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Friday, June 18, 2004

The Return of Kilroy: Are U KIPping yet?

Now the MEP for my native East Midlands, Robert Kilroy-Silk is promising to 'wreck' the European Parliament. Critics have pointed to everything from his permatanned Spanish villa lifestyle to latent fascist tendencies as a way of opposing the UK Independence Party. In elections that invite indifference from a majority of the electorate, vague hostility to the European union has guided Kilroy back into politics. This has prompted supporters of greater European integration to suggest that the personalities of Kilroy-Silk and other UKIP supporters provide a good basis with which to campaign against them.

Without UKIP, the Tory vote might have held up better. Whoever is in office, they are now finding incumbency is a disadvantage. In this instance, having two or more parties appealing to 'Britishness' and 'common sense' at the expense of the Guardian newspaper means a split anti-Blair vote. If UKIP didn't exist, then current voter sentiment would need to invent it.

As for Kilroy-Silk, his disappearance from the screen in January 2004 (following allegations of racism) would have been welcome, if not for the circumstances. To put it mildly, his daytime TV show, while marginally more palatable than Trisha on the other side, provided a psychological incentive to avoid long-term unemployment. Jump the shark? Kilroy certainly needed cancellation through early retirement, but now we face another long spell with the oily creep in the spotlight.

Oily creep? For starters, his 'some of my best friends are black' alibi seemed cribbed from the guests on his countless shows devoted to prejudice. Secondly, in 1986 he quit as Labour MP for Knowsley North because he felt his party was too slow to silence the 'old Labour' elements in the constituency. Having played a role in further disconnecting politics from the electorate 20 years ago, he is happy to bounce back as the protest vote candidate now. (My preferred candidate finished fourth that year, but that's another story.)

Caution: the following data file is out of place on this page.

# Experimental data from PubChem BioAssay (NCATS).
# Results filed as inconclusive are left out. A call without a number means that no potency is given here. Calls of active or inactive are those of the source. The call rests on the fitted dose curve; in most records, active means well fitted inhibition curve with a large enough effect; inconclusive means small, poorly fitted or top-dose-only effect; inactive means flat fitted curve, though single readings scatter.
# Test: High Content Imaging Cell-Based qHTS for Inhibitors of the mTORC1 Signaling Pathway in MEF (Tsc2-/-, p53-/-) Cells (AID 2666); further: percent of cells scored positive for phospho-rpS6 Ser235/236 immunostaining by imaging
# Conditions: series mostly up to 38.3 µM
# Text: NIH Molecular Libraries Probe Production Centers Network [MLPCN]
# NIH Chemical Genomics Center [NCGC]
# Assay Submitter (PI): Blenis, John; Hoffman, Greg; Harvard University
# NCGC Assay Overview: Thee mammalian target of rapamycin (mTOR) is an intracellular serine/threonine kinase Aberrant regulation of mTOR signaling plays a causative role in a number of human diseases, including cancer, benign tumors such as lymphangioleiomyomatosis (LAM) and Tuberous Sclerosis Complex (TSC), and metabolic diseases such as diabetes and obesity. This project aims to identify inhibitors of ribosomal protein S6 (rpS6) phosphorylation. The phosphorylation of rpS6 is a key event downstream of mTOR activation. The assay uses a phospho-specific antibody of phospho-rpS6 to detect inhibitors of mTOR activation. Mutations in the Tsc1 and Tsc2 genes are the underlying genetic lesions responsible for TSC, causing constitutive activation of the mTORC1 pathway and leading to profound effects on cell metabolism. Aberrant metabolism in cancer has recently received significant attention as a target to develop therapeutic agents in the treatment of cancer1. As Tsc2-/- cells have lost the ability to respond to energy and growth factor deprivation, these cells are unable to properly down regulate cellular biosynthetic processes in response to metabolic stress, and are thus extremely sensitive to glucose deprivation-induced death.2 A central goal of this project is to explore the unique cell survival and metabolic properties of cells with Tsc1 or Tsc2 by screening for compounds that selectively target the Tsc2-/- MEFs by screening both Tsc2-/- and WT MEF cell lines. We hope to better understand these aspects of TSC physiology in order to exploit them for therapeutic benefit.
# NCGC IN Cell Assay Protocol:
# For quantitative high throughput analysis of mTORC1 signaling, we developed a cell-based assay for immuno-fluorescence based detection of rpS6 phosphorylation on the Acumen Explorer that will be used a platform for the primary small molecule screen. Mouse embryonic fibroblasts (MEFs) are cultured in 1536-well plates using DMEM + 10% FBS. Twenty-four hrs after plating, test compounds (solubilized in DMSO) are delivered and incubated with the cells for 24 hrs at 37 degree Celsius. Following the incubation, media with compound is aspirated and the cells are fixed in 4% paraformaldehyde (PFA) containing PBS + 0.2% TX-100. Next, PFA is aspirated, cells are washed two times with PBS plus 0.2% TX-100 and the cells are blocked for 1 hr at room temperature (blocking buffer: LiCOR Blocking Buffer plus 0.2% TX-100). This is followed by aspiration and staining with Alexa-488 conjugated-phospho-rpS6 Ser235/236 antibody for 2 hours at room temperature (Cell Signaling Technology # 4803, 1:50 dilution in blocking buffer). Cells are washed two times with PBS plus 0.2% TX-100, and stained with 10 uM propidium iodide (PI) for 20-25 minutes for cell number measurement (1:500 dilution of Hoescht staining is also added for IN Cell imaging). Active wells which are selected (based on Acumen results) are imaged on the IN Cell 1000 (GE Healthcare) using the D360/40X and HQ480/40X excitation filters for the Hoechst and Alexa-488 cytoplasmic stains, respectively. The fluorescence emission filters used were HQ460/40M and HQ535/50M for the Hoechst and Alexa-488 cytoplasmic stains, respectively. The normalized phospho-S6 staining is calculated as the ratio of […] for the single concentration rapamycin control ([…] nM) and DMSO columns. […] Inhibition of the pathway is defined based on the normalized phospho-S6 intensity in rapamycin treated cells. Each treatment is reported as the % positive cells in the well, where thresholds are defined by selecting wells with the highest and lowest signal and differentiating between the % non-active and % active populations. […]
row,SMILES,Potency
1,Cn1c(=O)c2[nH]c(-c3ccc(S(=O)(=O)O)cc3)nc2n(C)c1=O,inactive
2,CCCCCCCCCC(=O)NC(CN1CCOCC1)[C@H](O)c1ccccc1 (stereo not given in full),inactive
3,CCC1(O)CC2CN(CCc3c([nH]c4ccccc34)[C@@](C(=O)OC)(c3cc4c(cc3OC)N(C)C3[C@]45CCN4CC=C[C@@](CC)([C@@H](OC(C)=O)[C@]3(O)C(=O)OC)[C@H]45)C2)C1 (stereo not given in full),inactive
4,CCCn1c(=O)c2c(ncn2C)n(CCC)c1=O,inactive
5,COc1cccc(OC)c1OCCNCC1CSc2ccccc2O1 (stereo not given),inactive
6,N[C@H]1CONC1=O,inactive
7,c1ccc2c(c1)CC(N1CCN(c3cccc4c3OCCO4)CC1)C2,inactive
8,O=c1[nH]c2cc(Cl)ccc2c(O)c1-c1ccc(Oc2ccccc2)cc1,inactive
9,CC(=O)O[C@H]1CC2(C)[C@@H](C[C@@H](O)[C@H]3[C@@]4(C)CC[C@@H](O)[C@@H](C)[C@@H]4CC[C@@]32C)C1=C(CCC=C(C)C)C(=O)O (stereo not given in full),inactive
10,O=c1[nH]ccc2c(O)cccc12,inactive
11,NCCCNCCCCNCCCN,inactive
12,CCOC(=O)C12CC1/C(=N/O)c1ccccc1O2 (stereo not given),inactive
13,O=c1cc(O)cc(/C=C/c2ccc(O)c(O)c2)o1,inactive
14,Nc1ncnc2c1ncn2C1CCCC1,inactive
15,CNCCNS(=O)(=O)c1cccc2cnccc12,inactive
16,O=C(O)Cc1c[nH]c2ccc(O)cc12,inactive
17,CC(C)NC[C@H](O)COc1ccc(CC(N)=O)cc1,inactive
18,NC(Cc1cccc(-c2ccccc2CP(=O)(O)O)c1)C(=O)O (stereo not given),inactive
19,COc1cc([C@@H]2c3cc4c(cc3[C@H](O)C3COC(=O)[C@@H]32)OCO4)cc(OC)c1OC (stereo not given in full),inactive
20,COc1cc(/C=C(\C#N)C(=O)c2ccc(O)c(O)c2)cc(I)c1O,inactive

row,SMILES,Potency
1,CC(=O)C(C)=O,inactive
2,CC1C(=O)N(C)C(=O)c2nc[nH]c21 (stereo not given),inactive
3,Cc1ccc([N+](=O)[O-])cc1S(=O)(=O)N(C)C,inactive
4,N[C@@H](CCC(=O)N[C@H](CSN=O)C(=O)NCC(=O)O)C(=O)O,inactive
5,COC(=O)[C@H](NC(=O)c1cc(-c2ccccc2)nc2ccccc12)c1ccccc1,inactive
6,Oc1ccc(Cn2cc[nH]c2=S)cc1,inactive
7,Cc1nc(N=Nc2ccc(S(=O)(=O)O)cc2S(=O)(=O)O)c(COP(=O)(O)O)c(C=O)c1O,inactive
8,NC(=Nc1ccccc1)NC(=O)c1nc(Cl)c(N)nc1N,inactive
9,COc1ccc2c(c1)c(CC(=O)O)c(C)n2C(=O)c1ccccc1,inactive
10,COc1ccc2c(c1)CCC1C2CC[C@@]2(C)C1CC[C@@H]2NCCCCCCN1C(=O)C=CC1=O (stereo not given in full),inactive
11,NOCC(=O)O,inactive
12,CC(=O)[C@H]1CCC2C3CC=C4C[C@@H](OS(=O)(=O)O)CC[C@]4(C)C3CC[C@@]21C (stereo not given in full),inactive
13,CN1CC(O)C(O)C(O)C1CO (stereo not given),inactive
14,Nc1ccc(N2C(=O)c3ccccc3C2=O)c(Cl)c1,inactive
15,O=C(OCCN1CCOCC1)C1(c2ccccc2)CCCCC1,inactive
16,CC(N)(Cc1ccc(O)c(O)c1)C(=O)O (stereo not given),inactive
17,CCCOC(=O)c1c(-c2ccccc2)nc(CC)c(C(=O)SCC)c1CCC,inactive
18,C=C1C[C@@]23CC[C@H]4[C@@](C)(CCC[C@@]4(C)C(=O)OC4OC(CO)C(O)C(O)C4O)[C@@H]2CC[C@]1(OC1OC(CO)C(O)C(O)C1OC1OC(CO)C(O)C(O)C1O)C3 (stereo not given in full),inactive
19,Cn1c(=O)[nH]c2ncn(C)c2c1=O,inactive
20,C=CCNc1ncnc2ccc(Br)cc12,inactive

Third, back in 1990 I had the misfortune of being in the Kilroy studio audience. As part of a busload of student activists from Sussex University, I arrived at the studio to make the case against student loans. But the theme of the show was something else:
Kilroy (to camera): 'Do men get broody? Do fellas want to be fathers too? Find out after the news.'
Great. Here I was providing bums on seats for more banal stuff about interpersonal relationships, before Kilroy's parliamentary colleagues made interpersonal relationships into a key political issue.

In the green room after the show, the 'flirtatious' host made a beeline for Susie, the most glamorous student activist there. (My wife recalls him doing the same with a recently widowed Gulf War widow a couple of years later.) I was left exchanging pleasantries with other audience members. 'And what do you do?' I asked one bloke. 'Usually I'm a hospital cleaner' he replied 'but today they needed a black face in the audience so I got sent here.'


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